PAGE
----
Juanita authored many articles and poems, as well as the 1988 book, A Matter of Freedom. She and Wally helped found the Valley Community Land Trust, Pioneer Valley War Tax Resisters, and the Greenfield Farmers' Market. After Wally's death in 2002, Juanita hatched the idea for the Free Harvest Supper, held in Greenfield, which has become a major community event in late August of each year.

A longtime advocate of local food, Juanita challenged attendees at the 2006 Free Harvest Supper to eat locally, not just when it was convenient but year round. This challenge spawned Winter Fare, the first winter farmers market in Massachusetts. The idea soon spread throughout the Commonwealth.

For the last several years, Juanita lived with a series of close friends, including Eveline MacDougall, Ellie Kastanopolous and most recently, Betsy Corner, Randy Kehler and Kip Moeller.

Juanita was predeceased by her partner Wally Nelson and her brothers Charles Morrow and Oscar Morrow, Jr. She is survived by many nieces, nephews, and cousins in Ohio, and by a large national and international family of friends and fellow travelers. She will be sorely missed by many.

End of life arrangements are being handled by the Eternal Blessings Cremation Service in Guilford, Vermont.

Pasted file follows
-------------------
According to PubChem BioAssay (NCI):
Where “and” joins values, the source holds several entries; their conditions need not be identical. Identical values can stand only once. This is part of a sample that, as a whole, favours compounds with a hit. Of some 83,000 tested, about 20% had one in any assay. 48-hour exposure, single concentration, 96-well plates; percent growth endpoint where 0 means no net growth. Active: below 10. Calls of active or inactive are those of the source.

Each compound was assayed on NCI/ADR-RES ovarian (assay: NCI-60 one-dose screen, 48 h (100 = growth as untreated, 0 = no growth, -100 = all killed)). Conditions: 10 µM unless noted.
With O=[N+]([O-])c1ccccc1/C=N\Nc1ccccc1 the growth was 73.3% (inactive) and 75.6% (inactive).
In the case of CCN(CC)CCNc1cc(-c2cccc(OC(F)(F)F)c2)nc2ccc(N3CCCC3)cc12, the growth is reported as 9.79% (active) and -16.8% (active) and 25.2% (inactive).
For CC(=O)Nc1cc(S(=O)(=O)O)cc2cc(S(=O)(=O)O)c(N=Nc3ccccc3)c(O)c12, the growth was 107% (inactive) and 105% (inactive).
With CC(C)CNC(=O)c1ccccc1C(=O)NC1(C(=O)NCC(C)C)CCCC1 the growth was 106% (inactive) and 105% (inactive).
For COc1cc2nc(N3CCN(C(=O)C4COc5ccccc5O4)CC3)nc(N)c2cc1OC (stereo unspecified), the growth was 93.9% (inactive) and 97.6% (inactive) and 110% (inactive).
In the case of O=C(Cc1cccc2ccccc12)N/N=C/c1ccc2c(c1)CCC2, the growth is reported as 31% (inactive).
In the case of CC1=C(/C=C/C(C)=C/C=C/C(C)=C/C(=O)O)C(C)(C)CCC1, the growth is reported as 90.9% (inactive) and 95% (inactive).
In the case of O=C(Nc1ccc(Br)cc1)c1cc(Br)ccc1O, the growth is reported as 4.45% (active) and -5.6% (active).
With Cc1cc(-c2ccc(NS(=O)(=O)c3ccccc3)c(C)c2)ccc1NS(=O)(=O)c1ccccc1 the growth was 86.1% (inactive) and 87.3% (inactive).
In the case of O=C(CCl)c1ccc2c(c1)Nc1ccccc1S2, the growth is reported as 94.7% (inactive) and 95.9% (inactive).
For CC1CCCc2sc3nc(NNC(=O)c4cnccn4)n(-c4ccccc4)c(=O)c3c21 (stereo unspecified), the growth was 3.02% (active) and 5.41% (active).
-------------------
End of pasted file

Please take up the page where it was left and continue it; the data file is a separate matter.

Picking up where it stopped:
Memorial donations may be sent to the Valley Community Land Trust, P.O. Box 1552, Greenfield, MA 01302, and to the Wally and Juanita Nelson Scholarship Fund at Greenfield Community College, c/o GCC Foundation, 270 Main St., Greenfield, MA 01301.

There will be a gathering to celebrate Juanita's life later this spring, at a place and time to be announced.

To sign a Guest Book, express condolences, share memories and read other obituaries, go to www.gazettenet.com/obituaries.
Published in Daily Hampshire Gazette on Mar. 10, 2015.
MEMORIAL EVENTS
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Memories & Condolences
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16 entries
August 10, 2016
Valenda Newell
April 29, 2015
Juanita and Wally inspired many young people on retreat at Woolman Hill and older Catholic Workers and Tax Resisters from Haley House, Boston. Every moment in their company was a good moment. May the Peace and Activism they shared with many perpetuate.
Susan and Bill Fitzgerald
April 29, 2015
I did not know Juanita personally but knew of her and saw her as a truly righteous being. We have lost one of our best and she will be sorely missed. RIP Juanita.
Geri Manning
March 21, 2015


When Juanita was a little girl
train-traveling from Cleveland south,
at the Mason Dixon line,
a conductor made her move
to the Jim Crow car. She
then proceeded to move
forward and sit in every single
white car until she had made
her courageous point.
In the 1950's she participated
in sitins at Washington DC
restaurants and was arrested.
She was a lifetime war tax
resister, refusing to give any
of her money to enable the violence
of war. She set up community dinners
in which those who could brought
food offerings, and those who could
not were able to eat.
Juanita met Wally Nelson when
she, a reporter at Cleveland's
Call And Post newspaper, was
assigned to meet a group of
WW2 conscientious objectors
who had called the paper about
the segregation at the Cuyahoga
County jail. They never felt they
needed the state to ratify their